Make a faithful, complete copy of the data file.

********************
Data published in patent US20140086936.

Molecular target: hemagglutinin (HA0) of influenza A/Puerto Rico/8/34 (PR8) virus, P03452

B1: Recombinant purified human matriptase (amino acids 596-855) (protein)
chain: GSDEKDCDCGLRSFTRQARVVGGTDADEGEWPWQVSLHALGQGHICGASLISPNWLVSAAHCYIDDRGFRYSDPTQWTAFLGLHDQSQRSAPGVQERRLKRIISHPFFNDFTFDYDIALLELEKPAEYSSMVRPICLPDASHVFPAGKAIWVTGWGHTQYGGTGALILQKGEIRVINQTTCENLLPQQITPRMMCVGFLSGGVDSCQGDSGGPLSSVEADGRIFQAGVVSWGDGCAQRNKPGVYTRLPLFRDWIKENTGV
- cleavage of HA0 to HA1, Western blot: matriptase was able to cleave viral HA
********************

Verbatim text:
Data published in patent US20140086936.

Molecular target: hemagglutinin (HA0) of influenza A/Puerto Rico/8/34 (PR8) virus, P03452

B1: Recombinant purified human matriptase (amino acids 596-855) (protein)
chain: GSDEKDCDCGLRSFTRQARVVGGTDADEGEWPWQVSLHALGQGHICGASLISPNWLVSAAHCYIDDRGFRYSDPTQWTAFLGLHDQSQRSAPGVQERRLKRIISHPFFNDFTFDYDIALLELEKPAEYSSMVRPICLPDASHVFPAGKAIWVTGWGHTQYGGTGALILQKGEIRVINQTTCENLLPQQITPRMMCVGFLSGGVDSCQGDSGGPLSSVEADGRIFQAGVVSWGDGCAQRNKPGVYTRLPLFRDWIKENTGV
- cleavage of HA0 to HA1, Western blot: matriptase was able to cleave viral HA